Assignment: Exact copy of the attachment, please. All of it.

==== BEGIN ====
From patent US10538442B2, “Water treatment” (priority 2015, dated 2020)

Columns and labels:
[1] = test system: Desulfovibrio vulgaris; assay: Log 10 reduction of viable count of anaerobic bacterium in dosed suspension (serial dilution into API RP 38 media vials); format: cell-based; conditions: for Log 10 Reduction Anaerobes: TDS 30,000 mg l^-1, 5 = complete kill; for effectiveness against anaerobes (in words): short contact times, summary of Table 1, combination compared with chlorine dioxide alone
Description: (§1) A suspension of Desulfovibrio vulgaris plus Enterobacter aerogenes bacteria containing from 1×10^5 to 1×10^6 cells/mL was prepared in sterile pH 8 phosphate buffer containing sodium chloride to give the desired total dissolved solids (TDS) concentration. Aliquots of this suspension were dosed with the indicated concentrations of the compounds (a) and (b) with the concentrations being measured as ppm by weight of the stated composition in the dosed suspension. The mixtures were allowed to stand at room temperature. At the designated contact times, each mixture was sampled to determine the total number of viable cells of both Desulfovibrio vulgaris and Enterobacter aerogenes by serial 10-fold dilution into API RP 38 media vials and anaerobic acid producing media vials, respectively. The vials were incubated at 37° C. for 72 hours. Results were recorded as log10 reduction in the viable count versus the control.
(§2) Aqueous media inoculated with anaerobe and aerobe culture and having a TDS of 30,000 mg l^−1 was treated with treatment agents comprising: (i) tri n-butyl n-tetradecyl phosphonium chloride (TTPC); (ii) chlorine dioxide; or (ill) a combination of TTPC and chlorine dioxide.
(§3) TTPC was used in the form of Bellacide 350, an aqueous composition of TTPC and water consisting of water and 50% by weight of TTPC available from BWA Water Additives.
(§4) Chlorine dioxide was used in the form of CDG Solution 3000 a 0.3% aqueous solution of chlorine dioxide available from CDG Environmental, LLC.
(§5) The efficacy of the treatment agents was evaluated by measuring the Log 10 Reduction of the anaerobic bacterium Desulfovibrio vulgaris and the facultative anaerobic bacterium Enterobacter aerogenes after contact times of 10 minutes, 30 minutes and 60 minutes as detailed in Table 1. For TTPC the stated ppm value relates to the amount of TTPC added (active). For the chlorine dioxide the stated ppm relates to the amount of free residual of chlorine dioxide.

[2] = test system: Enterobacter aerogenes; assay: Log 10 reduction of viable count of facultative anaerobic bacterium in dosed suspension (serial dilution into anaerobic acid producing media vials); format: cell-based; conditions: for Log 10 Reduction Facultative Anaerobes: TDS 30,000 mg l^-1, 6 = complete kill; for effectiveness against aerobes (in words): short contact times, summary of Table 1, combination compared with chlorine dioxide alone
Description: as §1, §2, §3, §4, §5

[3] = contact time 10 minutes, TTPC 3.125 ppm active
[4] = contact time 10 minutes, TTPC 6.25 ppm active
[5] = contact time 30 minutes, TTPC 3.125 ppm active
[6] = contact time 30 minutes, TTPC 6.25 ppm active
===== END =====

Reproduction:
From patent US10538442B2, “Water treatment” (priority 2015, dated 2020)

Columns and labels:
[1] = test system: Desulfovibrio vulgaris; assay: Log 10 reduction of viable count of anaerobic bacterium in dosed suspension (serial dilution into API RP 38 media vials); format: cell-based; conditions: for Log 10 Reduction Anaerobes: TDS 30,000 mg l^-1, 5 = complete kill; for effectiveness against anaerobes (in words): short contact times, summary of Table 1, combination compared with chlorine dioxide alone
Description: (§1) A suspension of Desulfovibrio vulgaris plus Enterobacter aerogenes bacteria containing from 1×10^5 to 1×10^6 cells/mL was prepared in sterile pH 8 phosphate buffer containing sodium chloride to give the desired total dissolved solids (TDS) concentration. Aliquots of this suspension were dosed with the indicated concentrations of the compounds (a) and (b) with the concentrations being measured as ppm by weight of the stated composition in the dosed suspension. The mixtures were allowed to stand at room temperature. At the designated contact times, each mixture was sampled to determine the total number of viable cells of both Desulfovibrio vulgaris and Enterobacter aerogenes by serial 10-fold dilution into API RP 38 media vials and anaerobic acid producing media vials, respectively. The vials were incubated at 37° C. for 72 hours. Results were recorded as log10 reduction in the viable count versus the control.
(§2) Aqueous media inoculated with anaerobe and aerobe culture and having a TDS of 30,000 mg l^−1 was treated with treatment agents comprising: (i) tri n-butyl n-tetradecyl phosphonium chloride (TTPC); (ii) chlorine dioxide; or (ill) a combination of TTPC and chlorine dioxide.
(§3) TTPC was used in the form of Bellacide 350, an aqueous composition of TTPC and water consisting of water and 50% by weight of TTPC available from BWA Water Additives.
(§4) Chlorine dioxide was used in the form of CDG Solution 3000 a 0.3% aqueous solution of chlorine dioxide available from CDG Environmental, LLC.
(§5) The efficacy of the treatment agents was evaluated by measuring the Log 10 Reduction of the anaerobic bacterium Desulfovibrio vulgaris and the facultative anaerobic bacterium Enterobacter aerogenes after contact times of 10 minutes, 30 minutes and 60 minutes as detailed in Table 1. For TTPC the stated ppm value relates to the amount of TTPC added (active). For the chlorine dioxide the stated ppm relates to the amount of free residual of chlorine dioxide.

[2] = test system: Enterobacter aerogenes; assay: Log 10 reduction of viable count of facultative anaerobic bacterium in dosed suspension (serial dilution into anaerobic acid producing media vials); format: cell-based; conditions: for Log 10 Reduction Facultative Anaerobes: TDS 30,000 mg l^-1, 6 = complete kill; for effectiveness against aerobes (in words): short contact times, summary of Table 1, combination compared with chlorine dioxide alone
Description: as §1, §2, §3, §4, §5

[3] = contact time 10 minutes, TTPC 3.125 ppm active
[4] = contact time 10 minutes, TTPC 6.25 ppm active
[5] = contact time 30 minutes, TTPC 3.125 ppm active
[6] = contact time 30 minutes, TTPC 6.25 ppm active